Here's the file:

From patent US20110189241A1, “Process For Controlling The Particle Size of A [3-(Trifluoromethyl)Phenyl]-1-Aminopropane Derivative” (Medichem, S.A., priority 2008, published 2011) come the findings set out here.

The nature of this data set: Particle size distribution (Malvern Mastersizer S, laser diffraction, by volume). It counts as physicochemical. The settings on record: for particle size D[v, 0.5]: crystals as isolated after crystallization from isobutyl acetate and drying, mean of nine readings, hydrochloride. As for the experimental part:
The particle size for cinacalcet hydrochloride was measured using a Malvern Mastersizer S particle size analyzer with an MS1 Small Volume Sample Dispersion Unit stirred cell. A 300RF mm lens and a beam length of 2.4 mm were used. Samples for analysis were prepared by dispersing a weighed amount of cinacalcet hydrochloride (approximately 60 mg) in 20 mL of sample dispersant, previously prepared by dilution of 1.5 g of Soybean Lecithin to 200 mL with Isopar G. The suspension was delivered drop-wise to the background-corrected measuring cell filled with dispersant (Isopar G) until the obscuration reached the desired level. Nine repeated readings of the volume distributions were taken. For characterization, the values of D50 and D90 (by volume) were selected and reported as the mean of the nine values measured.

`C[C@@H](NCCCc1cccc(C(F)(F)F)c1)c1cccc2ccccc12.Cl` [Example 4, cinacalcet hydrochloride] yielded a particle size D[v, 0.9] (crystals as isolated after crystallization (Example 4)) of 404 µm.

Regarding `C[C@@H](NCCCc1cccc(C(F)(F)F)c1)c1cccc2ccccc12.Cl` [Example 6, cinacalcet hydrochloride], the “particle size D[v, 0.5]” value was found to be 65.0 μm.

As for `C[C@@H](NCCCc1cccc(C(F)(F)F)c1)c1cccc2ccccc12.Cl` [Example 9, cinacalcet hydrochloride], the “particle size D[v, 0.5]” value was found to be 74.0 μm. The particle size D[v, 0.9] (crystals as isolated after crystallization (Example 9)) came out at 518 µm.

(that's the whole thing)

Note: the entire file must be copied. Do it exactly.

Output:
From patent US20110189241A1, “Process For Controlling The Particle Size of A [3-(Trifluoromethyl)Phenyl]-1-Aminopropane Derivative” (Medichem, S.A., priority 2008, published 2011) come the findings set out here.

The nature of this data set: Particle size distribution (Malvern Mastersizer S, laser diffraction, by volume). It counts as physicochemical. The settings on record: for particle size D[v, 0.5]: crystals as isolated after crystallization from isobutyl acetate and drying, mean of nine readings, hydrochloride. As for the experimental part:
The particle size for cinacalcet hydrochloride was measured using a Malvern Mastersizer S particle size analyzer with an MS1 Small Volume Sample Dispersion Unit stirred cell. A 300RF mm lens and a beam length of 2.4 mm were used. Samples for analysis were prepared by dispersing a weighed amount of cinacalcet hydrochloride (approximately 60 mg) in 20 mL of sample dispersant, previously prepared by dilution of 1.5 g of Soybean Lecithin to 200 mL with Isopar G. The suspension was delivered drop-wise to the background-corrected measuring cell filled with dispersant (Isopar G) until the obscuration reached the desired level. Nine repeated readings of the volume distributions were taken. For characterization, the values of D50 and D90 (by volume) were selected and reported as the mean of the nine values measured.

`C[C@@H](NCCCc1cccc(C(F)(F)F)c1)c1cccc2ccccc12.Cl` [Example 4, cinacalcet hydrochloride] yielded a particle size D[v, 0.9] (crystals as isolated after crystallization (Example 4)) of 404 µm.

Regarding `C[C@@H](NCCCc1cccc(C(F)(F)F)c1)c1cccc2ccccc12.Cl` [Example 6, cinacalcet hydrochloride], the “particle size D[v, 0.5]” value was found to be 65.0 μm.

As for `C[C@@H](NCCCc1cccc(C(F)(F)F)c1)c1cccc2ccccc12.Cl` [Example 9, cinacalcet hydrochloride], the “particle size D[v, 0.5]” value was found to be 74.0 μm. The particle size D[v, 0.9] (crystals as isolated after crystallization (Example 9)) came out at 518 µm.